JOHN MAYALL 6/6, HOUSE OF BLUES Yeah, I could’ve sworn he was dead, too. But there’s a surprising amount of life–as aging British bluesmen understand the term–surging through his vaguely tinny-sounding new Blues for the Lost Days, enough that I’d give him good odds on a comeback. And though this may constitute damning with faint praise, he is still less tedious than his most famous discovery, Eric Clapton.

MOUNT PILOT 6/6, charleston; 6/7, EMPTY BOTTLE This nouveau hillbilly thing is starting to get on my nerves. Too many of these city slickers are wailing about hard times when it sounds to my Blue Ridge-bred ears like they’ve never even crapped in an outhouse. The much less affected Lullaby for the Working Class headline on Saturday.

SUSANNA HOFFS 6/7, DOUBLE DOOR Oh, Susanna, do you think there’s no one here who remembers the luminescent psychedelic pop of the Bangles and how you sold it down the river to go become some third-rate Prince groupie? Do you think that now that the ink has dried on your contract with Satan we will forget “Going Down to Liverpool” and all that could have been? The gods of rock ‘n’ roll are angry gods. Veruca Salt, take heed and tremble.

JANIS IAN 6/7, COLLEGE OF DuPAGE ARTS CENTER Original folkie Ian says her most recent album, 1995’s “harder edged” Revenge, “is about survival. It’s about outlasting the enemy.” Well, the enemy’s still around–the sensitive and righteous “Society’s Child” of the 60s wouldn’t have it much better today–but Ian, now an out lesbian and Advocate columnist, isn’t going anywhere either. And while musically her idea of a harder edge is awfully relative, there’s a lot to be said for her particular blend of toughness and humor.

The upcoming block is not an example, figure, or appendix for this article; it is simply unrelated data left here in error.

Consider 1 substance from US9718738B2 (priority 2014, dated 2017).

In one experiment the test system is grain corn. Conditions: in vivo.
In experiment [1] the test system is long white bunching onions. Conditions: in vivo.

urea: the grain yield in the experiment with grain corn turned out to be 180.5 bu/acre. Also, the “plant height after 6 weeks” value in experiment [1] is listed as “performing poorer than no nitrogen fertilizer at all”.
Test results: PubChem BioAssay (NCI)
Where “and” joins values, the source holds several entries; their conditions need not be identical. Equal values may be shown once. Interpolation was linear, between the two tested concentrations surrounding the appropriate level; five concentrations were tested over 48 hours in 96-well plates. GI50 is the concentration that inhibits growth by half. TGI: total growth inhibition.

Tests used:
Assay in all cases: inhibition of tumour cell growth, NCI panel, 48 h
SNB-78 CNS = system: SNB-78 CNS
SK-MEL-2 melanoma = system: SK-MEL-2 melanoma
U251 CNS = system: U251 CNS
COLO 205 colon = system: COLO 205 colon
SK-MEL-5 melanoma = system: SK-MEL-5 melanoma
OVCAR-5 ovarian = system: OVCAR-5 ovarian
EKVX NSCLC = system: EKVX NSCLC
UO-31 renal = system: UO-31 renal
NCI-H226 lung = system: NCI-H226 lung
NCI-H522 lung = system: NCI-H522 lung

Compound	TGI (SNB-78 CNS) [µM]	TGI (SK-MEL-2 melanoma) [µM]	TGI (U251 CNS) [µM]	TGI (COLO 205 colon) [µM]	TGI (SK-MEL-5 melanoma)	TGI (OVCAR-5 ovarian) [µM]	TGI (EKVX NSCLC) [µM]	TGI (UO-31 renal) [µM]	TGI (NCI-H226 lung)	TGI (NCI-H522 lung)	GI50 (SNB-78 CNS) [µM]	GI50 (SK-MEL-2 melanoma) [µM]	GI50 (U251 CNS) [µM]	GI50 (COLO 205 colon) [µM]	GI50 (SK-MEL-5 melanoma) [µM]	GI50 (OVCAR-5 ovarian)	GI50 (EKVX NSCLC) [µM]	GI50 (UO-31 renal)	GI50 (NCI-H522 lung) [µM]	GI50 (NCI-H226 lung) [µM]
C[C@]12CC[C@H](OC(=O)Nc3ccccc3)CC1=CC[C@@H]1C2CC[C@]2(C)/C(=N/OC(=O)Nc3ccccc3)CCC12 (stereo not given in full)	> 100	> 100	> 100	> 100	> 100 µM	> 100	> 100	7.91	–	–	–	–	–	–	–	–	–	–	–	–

LOZENGE 6/7, Fireside Bowl With its own version of anarchic noise to add to the mayhem already propagated by a substantial faction of the underground here, this recently relocated Houston combo seems to be settling into Chicago nicely. Its 1995 CD, Plenum (Farrago), stands unsteadily on the shifting sands between John Zorn, early Butthole Surfers, and the Sun City Girls, but I’m told that with the passage of time and the addition of violist-saxist John Robbins its set has come to lean more toward improvisation and away from “tunes”–such as they were. I’ve never heard openers Herc., but I think an “accordion and drums hip-hop duo” bears mentioning anyway.

FLAT DUO JETS 6/10, EMPTY BOTTLE It seems like a long time ago that the Flat Duo Jets, of Carrboro, North Carolina, interloped their way into the rockumentary Athens, Ga.: Inside/Out–and were by far the most exciting thing in it. Crow’s primal drumming and Dex Romweber’s fiery but self-conscious Hasil Adkins-isms have swerved in and out of fashion a lot in the decade since, but the Jets are still driving in a straight line. Their faithfully smoky and greasy rockabilly does indeed still rock, and their fans still tend to believe nothing else matters.

BO DIDDLEY 6/11, HOUSE OF BLUES Yes, essentially he has only written one song. But that song and its endless variations–and its beat’s eternal rightness–place him within that extremely select pantheon of legends who can justify a cover charge merely by showing up. It just so happens that, under the right circumstances, he can still outsweat many a young sprout–but whether the House of Blues can provide those circumstances is another question.

THOMAS JEFFERSON SLAVE APARTMENTS 6/12, METRO The reality of dismantled industry and hijacked agriculture, combined with the frustration of being stereotyped as grease monkeys and hayseeds anyway, must be what sends Ohio’s restless youth into these fits of mordant lyrics and guitar raspberries. TJSA front man Ron House, who slung the snot for Great Plains in the 80s, has lived with it for longer than most of his current Columbus cohorts, and it shows: you can hear a little Pere Ubu, a little Dead Boys, even a little Scrawl, and TJSA’s 1995 album, Bait and Switch (Onion/American), is worth the 15 bucks just for the Electric Eels cover. Not to mention House’s Rock and Roll Hall of Fame acceptance speech–try requesting it and see what happens. Fellow Ohioans Guided by Voices headline. –Monica Kendrick

Art accompanying story in printed newspaper (not available in this archive): John Mayall photo by Matthew Welch.